The brain is a body part too
For some of us, talking about Mental Health, taking antidepressants or visiting a Psychotherapist or a Psychiatrist makes us feel "uncomfortable" or scared. It sometimes makes us feel embarrassed too.
Is it because we feel that it’s a sign of weakness to ask for help with psychological issues? Are we worried about how other people will react if we were to say: “I am feeling depressed, I think I need help”?Most probably these are some of the reasons why so many of us do not pay as much attention to our mental well-being as we do with our physical well-being; why we are reluctant to ask for help with what is happening to us psychologically and with our mind.
I understand why some of us are afraid to accept that we need help with issues such as depression, anxiety, stress and feelings of “losing it”. I can understand that we might feel embarrassed that others will judge us or will feel sorry for us. Some of us might be worried that asking for help with mental health issues will impact on our personal and professional life and that we may become stigmatized and rejected by our friends/family/colleagues.
The questions I would like to raise are:
“Is there a stigma in taking medication for a headache?”
“Would you talk to your G.P. if you had concerns about cancer?”
“Will you happily take contraceptives?”
The most probable answer is that we will openly admit that we need help in these situations and perhaps openly discuss it in social circles too.
I suppose what I am trying to say is that it’s time to remove the stigma around Mental Health and Psychological Well Being; to accept and understand that the mind is just like any other part of the body.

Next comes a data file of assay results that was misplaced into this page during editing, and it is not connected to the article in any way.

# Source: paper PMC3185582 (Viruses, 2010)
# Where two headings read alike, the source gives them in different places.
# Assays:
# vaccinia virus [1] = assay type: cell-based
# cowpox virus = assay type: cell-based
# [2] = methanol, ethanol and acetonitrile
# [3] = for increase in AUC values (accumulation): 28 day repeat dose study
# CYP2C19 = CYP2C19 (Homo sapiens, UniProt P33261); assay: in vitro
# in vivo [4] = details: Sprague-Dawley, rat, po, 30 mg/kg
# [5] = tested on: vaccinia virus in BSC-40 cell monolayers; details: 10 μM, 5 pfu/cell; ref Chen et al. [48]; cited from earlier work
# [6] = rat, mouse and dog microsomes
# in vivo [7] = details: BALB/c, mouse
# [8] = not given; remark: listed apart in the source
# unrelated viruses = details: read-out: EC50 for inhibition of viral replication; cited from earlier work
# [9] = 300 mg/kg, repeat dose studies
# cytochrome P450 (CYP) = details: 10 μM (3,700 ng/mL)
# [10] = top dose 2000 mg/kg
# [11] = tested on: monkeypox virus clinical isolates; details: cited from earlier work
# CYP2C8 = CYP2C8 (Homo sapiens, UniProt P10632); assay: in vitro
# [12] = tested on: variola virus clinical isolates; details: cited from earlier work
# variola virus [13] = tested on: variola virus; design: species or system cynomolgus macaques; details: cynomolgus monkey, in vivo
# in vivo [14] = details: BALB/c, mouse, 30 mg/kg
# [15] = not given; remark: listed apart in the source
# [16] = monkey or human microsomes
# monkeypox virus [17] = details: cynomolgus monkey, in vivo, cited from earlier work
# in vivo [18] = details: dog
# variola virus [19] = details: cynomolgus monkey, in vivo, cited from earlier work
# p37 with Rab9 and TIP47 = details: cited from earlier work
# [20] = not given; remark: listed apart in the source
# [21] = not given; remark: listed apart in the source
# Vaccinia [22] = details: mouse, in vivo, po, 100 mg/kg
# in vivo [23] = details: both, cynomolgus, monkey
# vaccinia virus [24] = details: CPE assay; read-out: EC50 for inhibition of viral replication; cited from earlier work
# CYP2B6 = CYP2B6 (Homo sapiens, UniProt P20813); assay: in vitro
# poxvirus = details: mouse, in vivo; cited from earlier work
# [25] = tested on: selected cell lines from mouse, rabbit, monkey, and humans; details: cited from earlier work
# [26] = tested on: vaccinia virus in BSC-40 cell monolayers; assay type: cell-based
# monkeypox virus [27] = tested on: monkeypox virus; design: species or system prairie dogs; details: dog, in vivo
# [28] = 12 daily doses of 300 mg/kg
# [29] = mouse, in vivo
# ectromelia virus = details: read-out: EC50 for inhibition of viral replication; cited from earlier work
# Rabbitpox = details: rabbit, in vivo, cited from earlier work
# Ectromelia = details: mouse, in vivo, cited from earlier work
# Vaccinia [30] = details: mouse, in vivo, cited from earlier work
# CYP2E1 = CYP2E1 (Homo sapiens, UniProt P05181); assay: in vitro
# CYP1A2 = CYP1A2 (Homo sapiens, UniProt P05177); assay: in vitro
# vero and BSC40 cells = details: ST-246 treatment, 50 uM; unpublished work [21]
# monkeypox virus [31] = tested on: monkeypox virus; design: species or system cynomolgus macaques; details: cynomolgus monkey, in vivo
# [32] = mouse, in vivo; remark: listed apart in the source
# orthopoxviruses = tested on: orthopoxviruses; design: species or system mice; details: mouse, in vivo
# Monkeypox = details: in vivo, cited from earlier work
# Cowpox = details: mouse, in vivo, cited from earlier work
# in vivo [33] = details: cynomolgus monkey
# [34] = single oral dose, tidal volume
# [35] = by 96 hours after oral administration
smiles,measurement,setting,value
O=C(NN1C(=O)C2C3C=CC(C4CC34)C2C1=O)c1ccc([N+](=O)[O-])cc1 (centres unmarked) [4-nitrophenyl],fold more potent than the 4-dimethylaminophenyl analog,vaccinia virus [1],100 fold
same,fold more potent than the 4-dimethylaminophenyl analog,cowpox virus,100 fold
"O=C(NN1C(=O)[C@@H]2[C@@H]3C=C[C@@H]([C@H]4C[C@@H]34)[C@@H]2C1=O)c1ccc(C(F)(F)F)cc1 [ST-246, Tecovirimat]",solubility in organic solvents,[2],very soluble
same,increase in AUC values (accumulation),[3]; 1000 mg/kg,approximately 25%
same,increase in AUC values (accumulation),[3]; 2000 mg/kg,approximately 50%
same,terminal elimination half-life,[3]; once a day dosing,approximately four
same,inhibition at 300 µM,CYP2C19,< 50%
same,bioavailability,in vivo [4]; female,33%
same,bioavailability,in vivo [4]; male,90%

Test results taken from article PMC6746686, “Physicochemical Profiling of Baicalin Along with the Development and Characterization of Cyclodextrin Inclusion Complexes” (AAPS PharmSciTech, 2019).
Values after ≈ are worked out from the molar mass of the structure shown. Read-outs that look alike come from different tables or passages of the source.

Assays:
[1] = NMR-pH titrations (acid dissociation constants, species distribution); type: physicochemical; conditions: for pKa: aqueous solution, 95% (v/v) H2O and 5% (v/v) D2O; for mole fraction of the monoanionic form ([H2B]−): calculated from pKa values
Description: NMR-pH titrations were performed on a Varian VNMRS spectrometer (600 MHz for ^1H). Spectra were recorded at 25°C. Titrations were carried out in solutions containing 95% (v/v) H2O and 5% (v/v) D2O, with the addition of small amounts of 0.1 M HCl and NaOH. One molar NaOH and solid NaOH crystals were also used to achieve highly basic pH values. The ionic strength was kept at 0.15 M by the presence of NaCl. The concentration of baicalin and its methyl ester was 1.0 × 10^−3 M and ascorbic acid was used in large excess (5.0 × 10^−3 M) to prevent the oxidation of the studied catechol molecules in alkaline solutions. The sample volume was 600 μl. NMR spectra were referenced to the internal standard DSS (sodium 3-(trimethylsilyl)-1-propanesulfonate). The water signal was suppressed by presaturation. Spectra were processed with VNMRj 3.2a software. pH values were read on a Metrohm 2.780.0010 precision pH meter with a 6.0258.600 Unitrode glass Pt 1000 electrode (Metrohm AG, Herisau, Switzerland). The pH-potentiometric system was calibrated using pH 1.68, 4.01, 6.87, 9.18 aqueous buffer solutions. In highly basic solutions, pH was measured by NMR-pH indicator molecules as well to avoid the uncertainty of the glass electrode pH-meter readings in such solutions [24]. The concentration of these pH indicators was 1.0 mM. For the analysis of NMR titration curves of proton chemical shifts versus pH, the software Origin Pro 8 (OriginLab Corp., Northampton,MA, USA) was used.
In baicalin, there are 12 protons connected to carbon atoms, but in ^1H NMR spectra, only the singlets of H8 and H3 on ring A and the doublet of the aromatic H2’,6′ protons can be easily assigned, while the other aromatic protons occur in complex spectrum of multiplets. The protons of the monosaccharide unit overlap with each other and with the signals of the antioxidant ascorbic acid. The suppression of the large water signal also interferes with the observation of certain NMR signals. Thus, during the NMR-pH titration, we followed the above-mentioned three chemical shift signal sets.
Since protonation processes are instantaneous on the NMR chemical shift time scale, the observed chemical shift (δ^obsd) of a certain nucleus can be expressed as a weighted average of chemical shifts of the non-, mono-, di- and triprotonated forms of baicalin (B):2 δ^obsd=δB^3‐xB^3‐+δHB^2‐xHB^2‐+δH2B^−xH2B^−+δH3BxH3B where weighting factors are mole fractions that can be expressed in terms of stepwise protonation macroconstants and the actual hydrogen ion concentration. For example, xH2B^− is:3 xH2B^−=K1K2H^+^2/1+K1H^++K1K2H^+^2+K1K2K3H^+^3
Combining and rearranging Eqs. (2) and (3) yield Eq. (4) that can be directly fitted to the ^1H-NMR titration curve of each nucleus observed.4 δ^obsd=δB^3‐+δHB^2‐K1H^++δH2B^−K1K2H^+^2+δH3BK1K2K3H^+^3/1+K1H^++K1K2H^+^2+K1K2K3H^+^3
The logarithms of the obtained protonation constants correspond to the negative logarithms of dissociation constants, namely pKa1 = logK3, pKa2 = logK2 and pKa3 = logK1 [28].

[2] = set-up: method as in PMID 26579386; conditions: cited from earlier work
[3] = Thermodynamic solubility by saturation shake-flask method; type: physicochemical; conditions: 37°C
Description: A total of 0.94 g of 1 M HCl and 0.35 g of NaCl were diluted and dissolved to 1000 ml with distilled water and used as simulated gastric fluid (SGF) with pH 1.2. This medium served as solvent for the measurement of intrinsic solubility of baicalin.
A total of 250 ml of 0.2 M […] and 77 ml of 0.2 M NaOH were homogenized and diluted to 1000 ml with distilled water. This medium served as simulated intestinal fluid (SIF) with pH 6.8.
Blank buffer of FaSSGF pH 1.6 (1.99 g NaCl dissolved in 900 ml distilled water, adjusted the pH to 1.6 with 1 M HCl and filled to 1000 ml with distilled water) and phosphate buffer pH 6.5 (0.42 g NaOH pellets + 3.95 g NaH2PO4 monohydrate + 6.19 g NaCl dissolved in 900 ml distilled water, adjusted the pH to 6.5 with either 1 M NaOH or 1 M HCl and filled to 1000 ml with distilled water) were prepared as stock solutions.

“We whisper about mental health issues and create misjudgments. The brain is a body part too, we just know less about it.” (President Barak Obama 2013).
For some of us there comes a time when the mind gets overloaded with emotions, problems and anxieties. When this happens, what it needs is attention from a specialist - be that talking therapy (Counselling/Psychotherapy), medication (GP/Psychiatrist) or a combination of the two.
Some individuals are anxious that they will become dependent on therapy. For some people, a small number of visits to a counsellor/ psychotherapist will be enough; others might need more sessions, and perhaps a combination of medication and talking therapy. It’s just like with any physical illness; some are chronic and some get treated more easily.
Let us all try and look after our Psychological Well Being in the same way as we look after any other part of our body.
Related articles from our experts
- Making time
Annabelle Hird, MBACP22nd February, 2018
- A few tips to better manage anxiety and stress
Eleonora Corvetta, Bsc, Msc, MBACP, UKCP14th February, 2018
- Midlife matters
Andrew Miller | Psychotherapist Camden NW1 & Farringdon EC1 | MBACP, UKCP11th February, 2018
- Coming back to work after mental illness
Marilyn McKenzie BSc, PGDip, MBACP5th February, 2018
Marilyn McKenzie BSc, PGDip, MBACP30th January, 2018
- Are we checking social media because we feel lonely and anxious?
Alessio Rizzo, UKCP Accredited Psychotherapist, MA, MSc, MBACP24th January, 2018
Counselling Directory is not responsible for the articles published by members. The views expressed are those of the member who wrote the article.